Defiant Braceros: How Migrant Workers Fought for Racial, Sexual, and Political Freedom

Defiant Braceros: How Migrant Workers Fought for Racial, Sexual, and Political Freedom

Defiant Braceros: How Migrant Workers Fought for Racial, Sexual, and Political Freedom

Defiant Braceros: How Migrant Workers Fought for Racial, Sexual, and Political Freedom

Synopsis

In this book, Mireya Loza sheds new light on the private lives of migrant men who participated in the Bracero Program (1942–1964), a binational agreement between the United States and Mexico that allowed hundreds of thousands of Mexican workers to enter this country on temporary work permits. While this program and the issue of temporary workers has long been politicized on both sides of the border, Loza argues that the prevailing romanticized image of braceros as a family-oriented, productive, legal workforce has obscured the real, diverse experiences of the workers themselves. Focusing on underexplored aspects of workers’ lives--such as their transnational union-organizing efforts, the sexual economies of both hetero and queer workers, and the ethno-racial boundaries among Mexican indigenous braceros--Loza reveals how these men defied perceived political, sexual, and racial norms.

Basing her work on an archive of more than 800 oral histories from the United States and Mexico, Loza is the first scholar to carefully differentiate between the experiences of mestizo guest workers and the many Mixtec, Zapotec, Purhepecha, and Mayan laborers. In doing so, she captures the myriad ways these defiant workers responded to the intense discrimination and exploitation of an unjust system that still persists today.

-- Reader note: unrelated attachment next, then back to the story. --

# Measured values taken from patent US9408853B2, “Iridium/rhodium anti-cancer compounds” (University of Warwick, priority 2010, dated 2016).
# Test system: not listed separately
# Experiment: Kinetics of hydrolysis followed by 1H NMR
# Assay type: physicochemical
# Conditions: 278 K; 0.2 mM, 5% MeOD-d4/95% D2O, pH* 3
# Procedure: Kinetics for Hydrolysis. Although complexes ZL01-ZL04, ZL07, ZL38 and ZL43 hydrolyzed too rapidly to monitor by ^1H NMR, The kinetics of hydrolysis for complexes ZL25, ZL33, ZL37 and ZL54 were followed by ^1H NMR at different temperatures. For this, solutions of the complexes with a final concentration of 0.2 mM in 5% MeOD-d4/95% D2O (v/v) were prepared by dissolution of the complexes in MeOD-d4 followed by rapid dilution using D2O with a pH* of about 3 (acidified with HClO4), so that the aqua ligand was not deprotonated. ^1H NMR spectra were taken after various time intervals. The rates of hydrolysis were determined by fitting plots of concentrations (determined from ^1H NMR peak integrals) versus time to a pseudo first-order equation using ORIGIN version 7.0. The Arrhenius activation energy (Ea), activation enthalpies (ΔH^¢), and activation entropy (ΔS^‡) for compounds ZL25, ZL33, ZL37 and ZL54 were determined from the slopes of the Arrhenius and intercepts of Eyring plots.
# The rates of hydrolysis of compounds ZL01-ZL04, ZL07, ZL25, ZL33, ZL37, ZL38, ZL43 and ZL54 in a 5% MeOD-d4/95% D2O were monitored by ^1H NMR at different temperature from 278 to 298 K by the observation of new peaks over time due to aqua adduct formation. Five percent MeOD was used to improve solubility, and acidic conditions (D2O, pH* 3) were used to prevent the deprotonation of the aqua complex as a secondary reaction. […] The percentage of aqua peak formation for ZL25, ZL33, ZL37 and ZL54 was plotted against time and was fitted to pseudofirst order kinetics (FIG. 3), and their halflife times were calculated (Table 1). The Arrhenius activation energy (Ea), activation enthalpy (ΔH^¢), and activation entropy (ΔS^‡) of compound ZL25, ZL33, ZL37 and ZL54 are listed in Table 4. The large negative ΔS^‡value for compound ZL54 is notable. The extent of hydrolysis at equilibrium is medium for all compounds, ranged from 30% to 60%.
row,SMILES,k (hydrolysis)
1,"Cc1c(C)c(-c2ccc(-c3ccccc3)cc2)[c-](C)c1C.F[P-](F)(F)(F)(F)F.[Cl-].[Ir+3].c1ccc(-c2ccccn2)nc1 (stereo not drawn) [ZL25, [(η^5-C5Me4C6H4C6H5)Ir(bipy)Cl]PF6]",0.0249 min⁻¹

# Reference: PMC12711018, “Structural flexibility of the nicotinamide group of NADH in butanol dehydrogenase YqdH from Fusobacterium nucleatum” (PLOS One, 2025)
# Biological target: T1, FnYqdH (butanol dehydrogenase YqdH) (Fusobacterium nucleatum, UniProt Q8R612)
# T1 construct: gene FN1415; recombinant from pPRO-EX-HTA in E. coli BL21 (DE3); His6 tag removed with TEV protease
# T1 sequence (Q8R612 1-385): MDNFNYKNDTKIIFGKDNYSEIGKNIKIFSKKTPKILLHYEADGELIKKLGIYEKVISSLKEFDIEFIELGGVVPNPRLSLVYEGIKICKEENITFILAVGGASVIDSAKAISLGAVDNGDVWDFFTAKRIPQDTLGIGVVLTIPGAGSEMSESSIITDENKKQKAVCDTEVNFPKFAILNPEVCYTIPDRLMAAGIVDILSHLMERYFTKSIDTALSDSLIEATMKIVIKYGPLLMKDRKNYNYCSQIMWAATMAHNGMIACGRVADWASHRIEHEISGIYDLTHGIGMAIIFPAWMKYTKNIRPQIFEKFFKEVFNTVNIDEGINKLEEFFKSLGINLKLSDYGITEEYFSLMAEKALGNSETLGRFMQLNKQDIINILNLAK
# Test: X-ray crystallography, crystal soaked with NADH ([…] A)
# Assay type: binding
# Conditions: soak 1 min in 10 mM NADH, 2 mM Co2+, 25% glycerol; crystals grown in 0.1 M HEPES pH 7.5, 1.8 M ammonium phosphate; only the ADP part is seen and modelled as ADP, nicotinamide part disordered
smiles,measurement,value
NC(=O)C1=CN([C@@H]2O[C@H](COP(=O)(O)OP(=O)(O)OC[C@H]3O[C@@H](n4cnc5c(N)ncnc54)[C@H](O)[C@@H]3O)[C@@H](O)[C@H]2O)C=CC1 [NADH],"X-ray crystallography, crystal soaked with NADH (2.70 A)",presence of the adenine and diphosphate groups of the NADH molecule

Excerpt

On a warm Saturday morning in June 2008, I attended a large meeting of ex-braceros—men who had served as Mexican guest workers in the United States—in a public plaza in Jiquilpan, Michoacán. Jiquilpan is best known as the birthplace of former Mexican president Lázaro Cárdenas, but behind the picturesque cobblestone streets and colonial archways live hundreds of aging, ex–guest workers who cluster together on street corners and in the plaza. That day, both indigenous and mestizos took turns sharing stories about their time laboring in the United States on contracts they had secured through the Bracero Program. They recounted long travels to contracting stations, the jarring medical examinations, and the chemical DDT that was sprayed on their naked bodies at the border. They pointed out the physical toll the work took on their bodies, like soldiers sharing war scars. One man pointed to a ring finger now missing, another pointed to an old lesion, and so many others clung to the crooks of their backs in pain. They remembered long hours as stoop laborers, life in labor camps, and their fight for longlost wages that the government had systematically deducted from their paychecks. Counting out loud and figuring conversions in their heads, they attempted to calculate how much they were owed. I witnessed this scene play out over and over again throughout parks and plazas in Monterrey, Nuevo Leon, and Paraíso, Tabasco, in Mexico; at La Placita Olvera in Los Angeles; and outside of warehouses on the South Side of Chicago.

The United States had called upon these men to alleviate a labor shortage in the agriculture and railroad industries during World War II. The agricultural need continued long after the war, as growers became more and more dependent on low-cost Mexican labor. Because the great majority of braceros worked in the fields, stories about crops, seasons, cultivation, and harvesting live on. Men invoked the minute details of this work, as if the minutiae stood as proof of their labor. They traveled from every state in Mexico by train, bus, boat, and on foot to reach contracting stations in hopes of working in areas across the United States. Many families took out loans . . .

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